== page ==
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Title: On the applicability of Gassmann model in carbonates
Authors: Sharma R.
Prasad M.
Surve G.
Katiyar G.C.
Published in: Proceedings of Society of Exploration Geophysicists - SEG International Exposition and 76tth Annual Meeting 2006
Abstract: Petrophysical properties (porosity, permeability), and with them seismic properties, of carbonate rocks can change significantly due to dissolution, precipitation, and cementation processes. There is continuining debate on the use of an appropriate rock model to predict the attributes of the carbonate rock reservoirs. Gassmann's model in particular has been discussed at length, both for and against its applicability for the carbonates. Most laboratory research has shown that the Gassmann's theory can predict the fluid related changes on seismic velocities in sandstones and a few on carbonates also. But as few studies have reported a change of shear modulus upon saturation in a few carbonates, the applicability of this model needs to be tested on more rigorous grounds. In this study, we have used Gassmann's equation to calculate saturated velocities for for predicting fluid effects on a wide range of carbonate rocks with different textures and porosities ranging from at an effective pressure of 50 MPa. A majority of the data shows a reduction of shear modulus by as much as 2.5 GPa for low porosity (5% to 15%) carbonate rocks. This shear modulus reduction becomes negligible for higher porosity (45%) carbonate rocks. The difference in the dry and saturated bulk modulus varies from 15GPa to 5GPa, and is in inverse proportion to porosity. The deviations in saturated shear velocity (Vs) when plotted against porosity, clearly shows that there are effects other than density that result in the lowering of Vs. Gassmann's theory slightly overestimates Vp (300 m/s for lower velocities and reducing with higher values), but it overestimates Vs for most of the data. However, the Gassmann's predicted Vp/Vs matches measured Vp/Vs. The pronounced difference in Vp/Vs against VP plots between dry and fluid saturated samples indicates promising result for AVO analyses. The saturated Vp-Vs trend line for all the data sets when plotted with the carbonate mudrock line of Li and Downton (2000) shows a close match. © 1996-2018 Society of Exploration Geophysicists. All rights reserved.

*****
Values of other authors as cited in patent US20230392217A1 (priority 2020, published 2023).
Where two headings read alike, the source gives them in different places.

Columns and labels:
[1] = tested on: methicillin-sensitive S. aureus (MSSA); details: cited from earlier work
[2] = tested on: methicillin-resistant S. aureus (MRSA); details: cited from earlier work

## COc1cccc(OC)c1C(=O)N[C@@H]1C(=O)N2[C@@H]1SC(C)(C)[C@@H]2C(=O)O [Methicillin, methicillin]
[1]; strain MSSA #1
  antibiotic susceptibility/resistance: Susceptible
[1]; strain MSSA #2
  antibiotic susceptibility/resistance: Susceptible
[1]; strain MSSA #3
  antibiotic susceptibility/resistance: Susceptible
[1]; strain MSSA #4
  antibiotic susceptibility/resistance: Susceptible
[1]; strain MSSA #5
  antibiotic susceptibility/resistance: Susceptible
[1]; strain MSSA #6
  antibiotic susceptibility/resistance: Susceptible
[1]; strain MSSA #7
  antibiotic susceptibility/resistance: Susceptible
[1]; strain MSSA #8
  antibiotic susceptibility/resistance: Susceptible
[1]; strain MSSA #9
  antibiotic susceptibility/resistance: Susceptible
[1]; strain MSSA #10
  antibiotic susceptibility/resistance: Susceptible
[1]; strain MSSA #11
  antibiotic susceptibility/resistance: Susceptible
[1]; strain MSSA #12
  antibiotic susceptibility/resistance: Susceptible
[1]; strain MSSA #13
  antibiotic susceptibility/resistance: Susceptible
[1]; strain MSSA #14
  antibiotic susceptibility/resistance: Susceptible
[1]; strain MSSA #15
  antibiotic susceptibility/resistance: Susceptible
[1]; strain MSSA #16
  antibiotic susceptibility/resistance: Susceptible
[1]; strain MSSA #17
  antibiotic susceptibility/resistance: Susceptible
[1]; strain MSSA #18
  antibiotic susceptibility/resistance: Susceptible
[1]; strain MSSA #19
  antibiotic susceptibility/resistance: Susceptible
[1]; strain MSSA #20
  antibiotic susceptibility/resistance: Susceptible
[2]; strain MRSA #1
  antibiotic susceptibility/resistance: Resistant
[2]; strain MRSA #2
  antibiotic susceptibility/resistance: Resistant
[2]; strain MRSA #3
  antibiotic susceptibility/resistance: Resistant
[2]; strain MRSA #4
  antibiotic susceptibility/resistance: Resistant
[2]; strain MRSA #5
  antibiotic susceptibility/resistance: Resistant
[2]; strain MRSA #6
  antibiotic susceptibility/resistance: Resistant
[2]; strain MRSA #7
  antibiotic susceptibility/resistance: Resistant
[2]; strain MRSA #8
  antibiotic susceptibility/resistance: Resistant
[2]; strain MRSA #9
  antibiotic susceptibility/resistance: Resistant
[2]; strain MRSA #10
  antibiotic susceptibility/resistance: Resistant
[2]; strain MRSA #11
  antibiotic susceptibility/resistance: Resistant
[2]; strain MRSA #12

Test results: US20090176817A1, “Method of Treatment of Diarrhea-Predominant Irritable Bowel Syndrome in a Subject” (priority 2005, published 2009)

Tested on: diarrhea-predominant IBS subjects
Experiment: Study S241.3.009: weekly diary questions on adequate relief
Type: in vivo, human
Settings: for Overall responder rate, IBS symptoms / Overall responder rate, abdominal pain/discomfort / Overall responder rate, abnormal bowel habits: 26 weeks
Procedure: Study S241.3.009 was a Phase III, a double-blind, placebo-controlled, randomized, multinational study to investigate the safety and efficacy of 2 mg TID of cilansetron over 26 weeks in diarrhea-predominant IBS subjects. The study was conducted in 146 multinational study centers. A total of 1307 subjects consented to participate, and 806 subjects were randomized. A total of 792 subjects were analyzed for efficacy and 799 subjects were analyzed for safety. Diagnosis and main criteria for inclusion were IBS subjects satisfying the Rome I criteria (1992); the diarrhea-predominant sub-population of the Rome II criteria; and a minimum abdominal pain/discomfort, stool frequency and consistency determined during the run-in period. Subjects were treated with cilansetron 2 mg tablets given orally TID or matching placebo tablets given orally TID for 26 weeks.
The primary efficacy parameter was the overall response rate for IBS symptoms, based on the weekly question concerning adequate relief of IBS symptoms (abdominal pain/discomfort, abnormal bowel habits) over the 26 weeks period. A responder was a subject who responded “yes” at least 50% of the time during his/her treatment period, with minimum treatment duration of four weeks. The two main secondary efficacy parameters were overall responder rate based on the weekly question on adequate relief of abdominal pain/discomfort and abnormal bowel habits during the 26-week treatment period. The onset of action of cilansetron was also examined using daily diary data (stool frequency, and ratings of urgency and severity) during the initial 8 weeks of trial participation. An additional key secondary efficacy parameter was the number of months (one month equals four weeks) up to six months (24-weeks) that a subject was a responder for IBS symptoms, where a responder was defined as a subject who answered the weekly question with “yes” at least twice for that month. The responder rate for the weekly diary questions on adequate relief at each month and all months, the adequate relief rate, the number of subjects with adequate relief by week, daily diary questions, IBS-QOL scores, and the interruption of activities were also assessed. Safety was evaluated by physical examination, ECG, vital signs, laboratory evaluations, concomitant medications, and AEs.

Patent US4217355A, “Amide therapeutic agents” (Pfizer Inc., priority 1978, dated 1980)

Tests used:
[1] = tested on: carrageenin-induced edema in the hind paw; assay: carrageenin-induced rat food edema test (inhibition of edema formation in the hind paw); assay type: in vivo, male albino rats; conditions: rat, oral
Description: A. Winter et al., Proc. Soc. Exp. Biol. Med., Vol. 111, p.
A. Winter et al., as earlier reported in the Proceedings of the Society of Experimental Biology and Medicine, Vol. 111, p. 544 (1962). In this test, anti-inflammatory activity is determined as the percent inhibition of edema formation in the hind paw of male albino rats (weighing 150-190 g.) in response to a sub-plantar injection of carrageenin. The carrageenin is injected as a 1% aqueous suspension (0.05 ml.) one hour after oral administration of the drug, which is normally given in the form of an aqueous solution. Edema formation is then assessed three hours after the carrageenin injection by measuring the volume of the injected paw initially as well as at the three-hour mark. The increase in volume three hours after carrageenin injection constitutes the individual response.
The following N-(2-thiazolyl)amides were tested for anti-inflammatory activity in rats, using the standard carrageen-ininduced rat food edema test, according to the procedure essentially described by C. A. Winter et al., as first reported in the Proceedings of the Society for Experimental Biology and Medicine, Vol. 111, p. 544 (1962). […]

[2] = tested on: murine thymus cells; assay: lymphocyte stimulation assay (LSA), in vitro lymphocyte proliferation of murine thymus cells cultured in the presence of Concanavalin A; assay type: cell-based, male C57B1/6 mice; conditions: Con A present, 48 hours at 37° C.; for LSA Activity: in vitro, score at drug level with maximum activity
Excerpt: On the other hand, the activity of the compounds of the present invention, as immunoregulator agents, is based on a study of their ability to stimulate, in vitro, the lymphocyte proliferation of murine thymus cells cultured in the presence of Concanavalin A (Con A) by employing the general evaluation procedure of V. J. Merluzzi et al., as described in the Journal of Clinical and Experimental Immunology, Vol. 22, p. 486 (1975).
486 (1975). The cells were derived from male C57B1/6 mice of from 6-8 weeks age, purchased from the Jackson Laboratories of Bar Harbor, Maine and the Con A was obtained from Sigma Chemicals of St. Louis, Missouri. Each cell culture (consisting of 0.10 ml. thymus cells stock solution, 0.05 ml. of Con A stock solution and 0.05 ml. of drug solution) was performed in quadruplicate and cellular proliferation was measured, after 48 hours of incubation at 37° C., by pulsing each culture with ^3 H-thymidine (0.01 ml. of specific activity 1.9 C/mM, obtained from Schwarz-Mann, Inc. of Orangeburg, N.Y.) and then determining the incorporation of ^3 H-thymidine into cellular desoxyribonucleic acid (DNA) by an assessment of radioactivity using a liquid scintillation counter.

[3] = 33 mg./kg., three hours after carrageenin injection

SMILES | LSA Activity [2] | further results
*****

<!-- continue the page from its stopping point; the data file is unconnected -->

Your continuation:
Citation: Proceedings of Society of Exploration Geophysicists - SEG International Exposition and 76tth Annual Meeting 2006, (2018), 1866- 1870
Issue Date: 2018
Publisher: Society of Exploration Geophysicists
Keywords: Carbonates
Elastic moduli
Geophysical prospecting
Sedimentary rocks
Shear flow
Shear strain
Carbonate rock reservoir
Cementation process
Effective pressure
Gassmann's equations
Inverse proportions
Petrophysical properties
Saturated velocity
Seismic velocities
Data reduction
ISBN: 9781604236972
Author Scopus IDs: 55685389800
Author Affiliations: Sharma, R., Indian Institute of Technology, Bombay, India
Prasad, M., Indian Institute of Technology, Bombay, India
Surve, G., Indian Institute of Technology, Bombay, India
Katiyar, G.C., Third Eye Centre, Oil and Natural Gas Corporation Ltd, United States
Funding Details: We are extremely grateful to Prof. G Mohan for providing all the computer facilities for the completion of this work. We greatly acknowledge the support by Oil and Natural Gas Corporation Ltd. for conducting this work. We are very thankful to M Batzle and L Adams for their suggestions and comments Figure 1 Trend lines for VS versus VP are plotted for, a) Wang, b) Rogen, c) Lucet’s Sonic, d) Lucet’s Ultrasonic and e) Aseefa’s data set. All these trend lines are compared against the different Mudrock lines. In all the plots, the trend line for saturated velocities better matches the Carbonate Mudrock Line by Li & Downton (2000), except for the Lucet’s sonic.
Corresponding Author: Sharma, R.; Indian Institute of TechnologyIndia
Appears in Collections:Conference Publications [ES]

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